FORT MCMURRAY, Alta. — Charges have been dropped against a prominent northern Alberta First Nations chief whose stop for an expired licence plate turned into a violent arrest that left him bruised and bloodied earlier this year.
The case of Chief Allan Adam of the Athabasca Chipewyan First Nation was in front of a Fort McMurray provincial court judge Wednesday where charges of resisting arrest and assaulting an RCMP officer were withdrawn by the Crown.
"The Crown reassessed the prosecution standard based on an examination of the available evidence including the disclosure of additional relevant material and withdrew the two charges," Alberta Justice spokeswoman Carla Jones said in a statement.
"The Alberta Crown Prosecution Service has no comment on the actions of the police."
Adam welcomed the news.
"I'm overwhelmed at the fact that the charges have been dropped because, you know, we knew — my wife and I knew — that we didn't do nothing wrong," he said on a video call after the hearing.
"You know, it was just for an expired licence plate. We don't understand the reasons why it had to escalate."
Adam's lawyer Brian Beresh called the decision a win.
"The withdrawal of these charges at this stage in the law, for our purposes, is a finding of not guilty," Beresh said.
"It is a true victory, not only for Allan Adam and his family, other Indigenous accused, but for our society generally."
The move to drop the charges came after RCMP dash-cam footage of Adam's arrest was made public earlier this month as part of a court application to clear Adam's name.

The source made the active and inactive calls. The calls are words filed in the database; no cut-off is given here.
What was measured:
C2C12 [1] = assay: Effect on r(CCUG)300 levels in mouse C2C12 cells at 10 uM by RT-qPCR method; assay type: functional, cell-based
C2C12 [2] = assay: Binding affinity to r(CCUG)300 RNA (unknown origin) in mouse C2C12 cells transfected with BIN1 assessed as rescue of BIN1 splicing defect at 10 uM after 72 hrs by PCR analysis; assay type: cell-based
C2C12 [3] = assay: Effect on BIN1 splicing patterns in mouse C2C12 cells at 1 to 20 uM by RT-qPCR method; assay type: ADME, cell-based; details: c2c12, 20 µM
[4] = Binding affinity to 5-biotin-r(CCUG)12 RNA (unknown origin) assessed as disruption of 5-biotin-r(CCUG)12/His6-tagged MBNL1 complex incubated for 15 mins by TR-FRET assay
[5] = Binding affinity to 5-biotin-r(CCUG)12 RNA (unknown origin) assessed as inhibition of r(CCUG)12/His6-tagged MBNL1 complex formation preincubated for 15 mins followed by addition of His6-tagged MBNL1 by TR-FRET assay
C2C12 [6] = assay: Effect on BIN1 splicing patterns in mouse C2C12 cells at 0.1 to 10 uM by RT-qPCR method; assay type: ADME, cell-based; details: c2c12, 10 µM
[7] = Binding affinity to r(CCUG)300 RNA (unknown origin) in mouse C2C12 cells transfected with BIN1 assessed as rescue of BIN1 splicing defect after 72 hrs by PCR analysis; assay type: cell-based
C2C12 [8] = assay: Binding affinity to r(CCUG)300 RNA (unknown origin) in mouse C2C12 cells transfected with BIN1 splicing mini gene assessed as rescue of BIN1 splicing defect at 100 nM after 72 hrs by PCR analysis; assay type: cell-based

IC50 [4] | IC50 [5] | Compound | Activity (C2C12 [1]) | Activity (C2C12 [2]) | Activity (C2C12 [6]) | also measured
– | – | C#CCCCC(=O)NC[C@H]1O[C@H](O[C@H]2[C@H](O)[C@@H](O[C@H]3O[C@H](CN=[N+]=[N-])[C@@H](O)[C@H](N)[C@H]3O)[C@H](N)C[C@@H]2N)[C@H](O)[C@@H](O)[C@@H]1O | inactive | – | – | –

The 12-minute video from early on March 10 shows a black truck idling outside the Boomtown Casino in downtown Fort McMurray in the glow of flashing police lights.
Adam can be seen walking back and forth between the truck and a RCMP cruiser, shouting profanities at an officer out of view. The chief tells the officer to tell his sergeant: "I'm tired of being harassed by the RCMP.'"
"Sir, just return to your vehicle. I'll come talk to you in a minute,'" the Mountie replies.
A few minutes later, after some arguing, Adam gets out of the truck's passenger seat and takes off his jacket as he strides toward the officer. A woman in the driver's seat gets out and Adam crouches as though bracing for a fight.
There is more arguing and Adam gets back into the passenger seat. The officer is seen pushing the woman against the truck and yanking her by the shoulder as she shouts "'Ow!"
"'Hey! Leave my wife alone! You come for me,'" Adam says, before swatting the officer's hands away from the woman.
About seven minutes into the video, a second officer runs at Adam, grabs him by the neck and shoulders, tackles him to the ground and punches him in the head. Adam is then cuffed and put in the back of the cruiser with the camera, blood streaming from his face.
The RCMP have said Adam's truck had expired plates. They initially stated that the officers' actions were reasonable.
Politicians, however, have demanded answers after the video was released.
The Alberta Serious Incident Response Team, the province's police watchdog, is investigating the arrest.
RCMP said the decision to drop the charges was ultimately up to the Crown
"The role of the police is to investigate and gather evidence in support of a charge and the RCMP fulfilled that role on this file," spokesman Fraser Logan said in a statement.
"The Crown's role is to assess the elements of the offence and to determine if they prosecute. As we've heard today, the Crown has made the decision to withdraw the charges."
Speaking in Edmonton after the charges were dropped, Alberta Premier Jason Kenney said the Police Act is currently under review in the province and there will be a specific focus on racism and abuse of authority.
"I did express real concern and shock at the video that we all saw," Kenney said.
"We know like in any walk of life, there are some bad apples. And police services, especially because of the extraordinary powers that they exercise, must be particularly careful."
This report by The Canadian Press was first published on June 24, 2020
The Canadian Press